Another attempt to overcome the re-adhesion problems is disclosed in U.S. Pat. No.4,911,916, hereby incorporated in its entirety by reference. The device disclosed therein includes a means to restore the adhesiveness of the skin contacting surface of the device after removal from the skin. This was accomplished by adding a sufficient amount of the pressure sensitive adhesive to the drug reservoir whereby any adhesive left on the surface of the skin upon removal of the device would be replaced by adhesive diffusing from the drug reservoir to the skin contacting surface such that the device could then be replaced or repositioned on the skin without significant loss of adhesion.
The ability to remove and to reapply a transdermal drug delivery device makes it more convenient to extend the functional life of the device as shown, for example, in U.S. Pat. No. 5,827,530. Instead of being refilled while still on the patient, the device can be removed, refilled and replaced.
Various adhesives are known to the art for maintaining transdermal drug delivery devices in drug transmitting relationship with the skin or mucosa as disclosed in the above patents. Such adhesives may be formed from both cross-linked and non-crosslinked polymers including, for example, acrylates, silicones, polyurethanes, styrene-butadiene block polymers, and polyisobutylene (PIB) polymers and mixtures of the above.
It is known to provide non-crosslinked polyisobutylene (PIB) adhesives as a mixture of high molecular weight (HMW) and low molecular weight (LMW) PIBs with or without a plasticizer such as mineral oil or polybutene. In such formulations, the HMW PIB acts as an adhesive base, the LMW PIB acts as a tackifier, and a plasticizer, if present, acts to plasticize the adhesive to increase permeability of the adhesive to the drug and to modify the adhesive properties. Typical plasticizers include mineral oil, polybutene, and in some cases, such as with nicotine, the drug itself. A typical formulation of the prior art uses HMW PIB of 1.2M molecular weight LMW PIB of 35,000 molecular weight and plasticizer in a ratio of about 1:1.125:2.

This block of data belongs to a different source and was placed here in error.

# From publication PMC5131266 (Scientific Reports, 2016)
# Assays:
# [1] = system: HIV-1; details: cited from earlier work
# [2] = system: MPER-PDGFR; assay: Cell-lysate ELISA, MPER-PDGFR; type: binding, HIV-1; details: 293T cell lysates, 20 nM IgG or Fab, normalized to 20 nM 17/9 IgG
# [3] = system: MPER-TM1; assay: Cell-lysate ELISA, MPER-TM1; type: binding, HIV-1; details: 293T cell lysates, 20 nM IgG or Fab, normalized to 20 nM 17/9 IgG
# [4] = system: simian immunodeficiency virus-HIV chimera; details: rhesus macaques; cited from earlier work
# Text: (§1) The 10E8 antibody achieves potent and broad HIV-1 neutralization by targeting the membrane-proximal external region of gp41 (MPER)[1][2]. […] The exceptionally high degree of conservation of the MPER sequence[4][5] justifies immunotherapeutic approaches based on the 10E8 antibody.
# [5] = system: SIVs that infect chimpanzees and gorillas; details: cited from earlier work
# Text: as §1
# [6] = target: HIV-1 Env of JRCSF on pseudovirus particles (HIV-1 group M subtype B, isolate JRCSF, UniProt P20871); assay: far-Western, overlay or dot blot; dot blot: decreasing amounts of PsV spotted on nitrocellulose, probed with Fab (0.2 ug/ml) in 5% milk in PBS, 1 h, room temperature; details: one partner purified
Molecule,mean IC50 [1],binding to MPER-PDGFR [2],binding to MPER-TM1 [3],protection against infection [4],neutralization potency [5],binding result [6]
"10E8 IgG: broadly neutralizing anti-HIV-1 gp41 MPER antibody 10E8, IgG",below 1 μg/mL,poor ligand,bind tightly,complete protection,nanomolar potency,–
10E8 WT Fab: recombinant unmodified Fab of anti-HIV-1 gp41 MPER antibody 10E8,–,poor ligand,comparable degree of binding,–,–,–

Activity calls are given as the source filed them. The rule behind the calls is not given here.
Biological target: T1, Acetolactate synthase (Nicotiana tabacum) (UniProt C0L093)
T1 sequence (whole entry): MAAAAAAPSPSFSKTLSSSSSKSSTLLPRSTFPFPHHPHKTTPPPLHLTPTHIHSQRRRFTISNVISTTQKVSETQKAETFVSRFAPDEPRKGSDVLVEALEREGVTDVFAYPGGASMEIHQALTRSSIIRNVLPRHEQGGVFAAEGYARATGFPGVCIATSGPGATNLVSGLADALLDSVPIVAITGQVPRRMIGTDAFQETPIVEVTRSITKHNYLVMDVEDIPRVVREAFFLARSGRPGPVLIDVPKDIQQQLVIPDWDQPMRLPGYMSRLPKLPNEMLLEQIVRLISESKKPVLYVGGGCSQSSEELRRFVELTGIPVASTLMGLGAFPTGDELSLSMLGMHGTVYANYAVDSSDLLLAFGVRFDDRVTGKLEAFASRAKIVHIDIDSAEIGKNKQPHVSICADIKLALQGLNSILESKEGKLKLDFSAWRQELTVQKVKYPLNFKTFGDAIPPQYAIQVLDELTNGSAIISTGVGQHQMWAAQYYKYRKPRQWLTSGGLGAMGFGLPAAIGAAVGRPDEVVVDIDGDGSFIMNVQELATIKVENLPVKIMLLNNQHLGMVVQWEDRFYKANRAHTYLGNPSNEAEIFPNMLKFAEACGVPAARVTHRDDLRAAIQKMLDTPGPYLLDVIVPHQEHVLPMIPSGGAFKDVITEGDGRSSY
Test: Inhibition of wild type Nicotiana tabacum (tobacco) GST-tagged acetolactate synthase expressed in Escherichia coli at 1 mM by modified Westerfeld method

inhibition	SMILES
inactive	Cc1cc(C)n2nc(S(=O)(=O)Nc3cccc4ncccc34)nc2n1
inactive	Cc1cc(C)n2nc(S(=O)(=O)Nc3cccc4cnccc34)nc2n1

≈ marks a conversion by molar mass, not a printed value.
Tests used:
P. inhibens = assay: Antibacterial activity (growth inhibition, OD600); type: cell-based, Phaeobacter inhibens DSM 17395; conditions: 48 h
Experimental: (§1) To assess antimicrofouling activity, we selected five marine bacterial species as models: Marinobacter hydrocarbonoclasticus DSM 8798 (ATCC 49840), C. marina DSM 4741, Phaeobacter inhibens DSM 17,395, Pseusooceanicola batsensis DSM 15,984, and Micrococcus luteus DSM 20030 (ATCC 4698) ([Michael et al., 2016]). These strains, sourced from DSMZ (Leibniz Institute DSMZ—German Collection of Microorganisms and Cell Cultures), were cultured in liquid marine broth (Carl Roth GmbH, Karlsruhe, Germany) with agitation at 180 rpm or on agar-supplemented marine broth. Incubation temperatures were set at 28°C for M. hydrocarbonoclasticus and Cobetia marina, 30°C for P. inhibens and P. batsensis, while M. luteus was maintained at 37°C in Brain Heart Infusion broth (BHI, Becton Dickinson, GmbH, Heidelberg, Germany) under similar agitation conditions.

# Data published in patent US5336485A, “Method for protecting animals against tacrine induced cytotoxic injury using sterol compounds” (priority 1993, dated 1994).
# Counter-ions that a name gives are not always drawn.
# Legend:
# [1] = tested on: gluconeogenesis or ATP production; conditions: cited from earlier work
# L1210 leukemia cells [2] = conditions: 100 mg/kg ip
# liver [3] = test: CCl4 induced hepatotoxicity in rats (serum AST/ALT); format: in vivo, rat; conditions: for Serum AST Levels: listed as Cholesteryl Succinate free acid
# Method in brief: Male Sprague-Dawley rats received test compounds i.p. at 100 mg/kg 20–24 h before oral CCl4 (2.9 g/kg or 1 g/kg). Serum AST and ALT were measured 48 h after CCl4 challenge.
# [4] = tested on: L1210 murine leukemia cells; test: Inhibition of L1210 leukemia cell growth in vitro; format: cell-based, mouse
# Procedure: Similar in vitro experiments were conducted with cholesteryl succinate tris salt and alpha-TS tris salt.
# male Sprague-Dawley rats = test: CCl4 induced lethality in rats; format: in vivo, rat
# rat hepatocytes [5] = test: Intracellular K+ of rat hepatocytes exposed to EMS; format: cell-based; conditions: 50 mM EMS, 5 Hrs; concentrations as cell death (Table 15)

It is also known to include additional tackifiers, if desired, to improve adhesive characteristics of such adhesives. PIB adhesives comprising a mixture of high, medium, and/or low molecular weight PIB's are disclosed in European Patent 0374980 and in U.S. Pat. Nos. 4,031,894, 4,559,222, 4,938,759, 5,312,627, and 5,508,038. PIB adhesive blends with butyl rubber or styrene radial or block type copolymers are disclosed in U.S. Pat. Nos. 4,551,490 and 5,059,189. The above patents are hereby incorporated in their entirety by reference.
As used herein, the term “drug” is to be construed in its broadest sense to an any material which is intended to produce some biological, beneficial, therapeutic, or other intended effect, such as permeation enhancement, for example, on the organism to which it is applied.
As used herein, LMW PIB, refers to a PIB having a molecular weight within the range of 1,000-450,000 and HMW PIB refers to a PIB having a molecular weight within the range of 450,000-2,000,000.